Code within the unsafe block can include unsafe constructs such as pointers in Visual C#

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Code within the unsafe block can include unsafe constructs such as pointers
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It is important to note that it is necessary to explicitly indicate to the compiler that unsafe code is supported
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From the command line, this requires the /unsafe switch For example, to compile the previous code, you need to use the command shown in Output 171
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Output 171
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cscexe /unsafe Programcs
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You need to use the /unsafe switch because unsafe code opens up the possibility of buffer overflows and similar possibilities that expose the potential for security holes The /unsafe switch includes the ability to directly manipulate memory and execute instructions that are unmanaged Requiring /unsafe, therefore, makes the choice of potential exposure explicit
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Pointer Declaration
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Now that you have marked a code block as unsafe, it is time to look at how to write unsafe code First, unsafe code allows the declaration of a pointer Consider the following example byte* pData;
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Assuming pData is not null, its value points to a location that contains one or more sequential bytes; the value of pData represents the memory address of the bytes The type specified before the * is the referent type, or the type located where the value of the pointer refers In this example, pData is the pointer and byte is the referent type, as shown in Figure 171
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Figure 171 Pointers Contain the Address of the Data
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Because pointers (which are just byte values) are not subject to garbage collection, C# does not allow referent types other than unmanaged types, which are types that are not reference types, are not generics, and do not contain reference types Therefore, the following is not valid: string* pMessage
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Neither is this: ServiceStatus* pStatus
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where ServiceStatus is defined as shown in Listing 1713; the problem again is that ServiceStatus includes a string field
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Listing 1713 Invalid Referent Type Example
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struct ServiceStatus { int State; string Description; // Description is a reference type }
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Language Contrast: C/C++Pointer Declaration
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In C/C++, multiple pointers within the same declaration are declared as follows: int *p1, *p2;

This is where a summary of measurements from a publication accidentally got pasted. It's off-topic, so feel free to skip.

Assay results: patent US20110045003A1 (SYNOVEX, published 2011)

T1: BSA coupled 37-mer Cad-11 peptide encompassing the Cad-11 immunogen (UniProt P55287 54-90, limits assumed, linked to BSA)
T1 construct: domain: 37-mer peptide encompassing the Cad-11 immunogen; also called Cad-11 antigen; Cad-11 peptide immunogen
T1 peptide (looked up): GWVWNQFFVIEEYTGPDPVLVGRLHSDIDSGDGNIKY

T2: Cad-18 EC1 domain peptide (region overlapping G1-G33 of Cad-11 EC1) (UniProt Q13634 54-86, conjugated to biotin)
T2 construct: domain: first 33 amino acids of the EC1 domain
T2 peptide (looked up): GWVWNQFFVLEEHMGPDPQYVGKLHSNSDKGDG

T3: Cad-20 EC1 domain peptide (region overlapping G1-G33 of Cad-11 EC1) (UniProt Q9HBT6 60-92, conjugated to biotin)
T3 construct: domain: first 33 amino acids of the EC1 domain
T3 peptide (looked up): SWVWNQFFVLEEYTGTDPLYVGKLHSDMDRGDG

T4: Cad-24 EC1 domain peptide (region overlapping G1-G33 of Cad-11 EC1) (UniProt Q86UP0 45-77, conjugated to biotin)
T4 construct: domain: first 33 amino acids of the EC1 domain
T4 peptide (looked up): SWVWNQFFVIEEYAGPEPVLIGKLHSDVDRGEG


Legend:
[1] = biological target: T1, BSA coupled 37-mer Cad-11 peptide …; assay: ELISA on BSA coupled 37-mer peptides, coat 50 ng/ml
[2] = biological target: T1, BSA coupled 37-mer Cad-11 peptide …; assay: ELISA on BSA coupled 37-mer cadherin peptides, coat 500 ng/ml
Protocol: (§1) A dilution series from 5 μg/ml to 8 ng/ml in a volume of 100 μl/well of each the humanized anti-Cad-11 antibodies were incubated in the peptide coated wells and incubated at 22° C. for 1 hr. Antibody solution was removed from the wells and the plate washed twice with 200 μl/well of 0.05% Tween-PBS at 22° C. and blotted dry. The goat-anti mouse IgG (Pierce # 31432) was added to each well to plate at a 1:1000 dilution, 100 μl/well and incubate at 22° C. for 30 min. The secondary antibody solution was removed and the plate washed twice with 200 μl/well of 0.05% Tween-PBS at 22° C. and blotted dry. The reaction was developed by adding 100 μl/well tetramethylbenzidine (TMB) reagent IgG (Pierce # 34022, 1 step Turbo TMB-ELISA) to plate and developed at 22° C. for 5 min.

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Notice the * on p2; this makes p2 an int* rather than an int In contrast, C# always places the * with the data type: int* p1, p2;
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The result is two variables of type int* The syntax matches that of declaring multiple arrays in a single statement: int[] array1, array2;
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Pointers are an entirely new category of type Unlike structs, enums, and classes, pointers don't ultimately derive from SystemObject
In addition to custom structs that contain only unmanaged types, valid referent types include enums, predefined value types ( sbyte, byte, short, ushort, int , uint, long, ulong, char, float, double, decimal, and bool), and pointer types (such as byte**) Lastly, valid syntax includes void* pointers, which represent pointers to an unknown type
Assigning a Pointer
Once code defines a pointer, it needs to assign a value before accessing it Just like other reference types, pointers can hold the value null; this is their default value The value stored by the pointer is the address of a location Therefore, in order to assign it, you must first retrieve the address of the data You could explicitly cast an integer or a long into a pointer, but this rarely occurs without a means of determining the address of a particular data value at execution time Instead, you need to use the address operator ( &) to retrieve the address of the value type: byte* pData = &bytes[0]; // Compile error
The problem is that in a managed environment, data can move, thereby invalidating the address The error message is "You can only take the address of [an] unfixed expression inside of a fixed statement initializer" In this case, the byte referenced appears within an array and an array is a reference type (a moveable type) Reference types appear on the heap and are subject to garbage collection or relocation A similar problem occurs when referring to a value type field on a moveable type: int* a = &"message"Length;
Either way, to complete the assignment, the data needs to be a value type, fixed, or explicitly allocated on the call stack